Selling Land

Auctions can move rural property, King says

Craig King

J. Craig King, president and CEO of J.P. King Auction Company in Gadsden, Ala., believes that property auctions can help get rural real estate moving. His company reported that 2009 was its highest grossing year since 2006, with more than $50 million in sales in the fourth quarter alone.

King is a scheduled speaker at the first LANDTHINK Summit to be held at the Gwinnett Center in Duluth, Ga., on September 30, 2010. He is a fourth-generation president of the company and has 33 years of experience in the auction business. His company handles land, ranches, premier homes, developments and bank sales.

His unedited answers to my questions appear below:

1. If you were investing your personal money in land for a 10-15 year horizon, what type of would you buy? Do you prefer some locations to others? Why would you choose this type of land and location over alternatives?

I love recreational properties in transitional areas. A 10-15 year horizon allows for many lower-cost buying options in outlying locations. Southeastern timber/hunting properties are a great investment. With Alabama leading the way in outstanding deer and turkey populations, long hunting seasons and generous bag limits, Alabama properties are attractive to out-of-state hunters from adjoining states such as Florida, Tennessee, Georgia and Mississippi. I also like ranches in the Rocky Mountain areas with scenic views and hunting. In my opinion, these properties are currently beat down in prices, but they will recover and be an excellent long-term investment.

2. Do you think farmland and timberland are currently priced above, at or below market in terms of their intrinsic values (defined however you want), and why? What’s driving current valuations? Do you see a change in valuation drivers in the future?

In many areas of the country, farm and timber asking prices seem to be above current market values. Because many owners have not reduced asking prices, the number of transactions are off substantially, especially for the higher-value properties. This indicates to me the underlying values have gone down. In my home state of Alabama, we saw owners selling condominiums along the Gulf Coast in 2005-2006 and doing 1031 tax deferred exchanges into farm and timber properties in the Alabama Black Belt. This drove up prices that have since decreased. This was a valuation-driver I would not have anticipated. Now, I wish had a crystal ball so I could see what the next one will be and take advantage of it!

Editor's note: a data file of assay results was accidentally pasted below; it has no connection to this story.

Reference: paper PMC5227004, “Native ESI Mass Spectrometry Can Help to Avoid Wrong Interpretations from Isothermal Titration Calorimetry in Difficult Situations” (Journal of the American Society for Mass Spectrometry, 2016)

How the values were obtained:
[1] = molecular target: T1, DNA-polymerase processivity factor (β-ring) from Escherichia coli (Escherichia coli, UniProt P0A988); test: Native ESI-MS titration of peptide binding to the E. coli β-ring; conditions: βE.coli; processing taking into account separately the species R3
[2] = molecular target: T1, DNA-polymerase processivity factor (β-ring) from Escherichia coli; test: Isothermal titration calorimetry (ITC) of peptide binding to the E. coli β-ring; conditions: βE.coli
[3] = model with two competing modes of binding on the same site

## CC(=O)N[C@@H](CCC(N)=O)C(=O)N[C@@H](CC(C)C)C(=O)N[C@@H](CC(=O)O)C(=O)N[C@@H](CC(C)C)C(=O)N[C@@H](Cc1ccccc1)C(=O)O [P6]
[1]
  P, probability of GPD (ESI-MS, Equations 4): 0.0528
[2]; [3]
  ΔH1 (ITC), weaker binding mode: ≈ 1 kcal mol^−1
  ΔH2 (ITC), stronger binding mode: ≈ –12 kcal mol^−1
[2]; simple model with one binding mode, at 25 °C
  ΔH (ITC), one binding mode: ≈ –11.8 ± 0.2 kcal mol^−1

3. Do you use or recommend a general valuation formula for determining which investments to make, such as x% of farmland price in current or projected net cash annual income, or x% of acquisition cost in merchantable timber, or projected 10-year pay off of acquisition cost? Do you have non-revenue hurdles against which you measure land investment performance?

Most of the properties we handle at J. P. King are what I would describe as an asset purchase. We sell many one-of-a-kind properties. The owners expend substantial amounts on the property on an annual basis and make their money when they sell the property. We sell more emotional benefits to people who are interested in amenities such as hunting potential, scenic views, historical aspects, etc. While buyers want an underlying sound investment, they are making more emotional and less analytical purchases.

4. What nominal prices would you project for timberland currently fairly valued at $2,000/A and cropland at $2,500/A in 2025?

I have really not studied historic appreciation of the properties we sold 15 years ago. I would expect a 6-8% return would be a conservative estimate.

5. Do you anticipate any significant shifts in the market (either positive or negative) for agricultural products and timber fiber/logs during the next 15 years? Do you anticipate any technology change, shift in end uses, environmental issues, trade restrictions/expansion etc. that would positively or negatively affect current production trends and markets for agricultural and timber products?

I am really not familiar enough to venture an opinion on what future trends may be affecting these markets.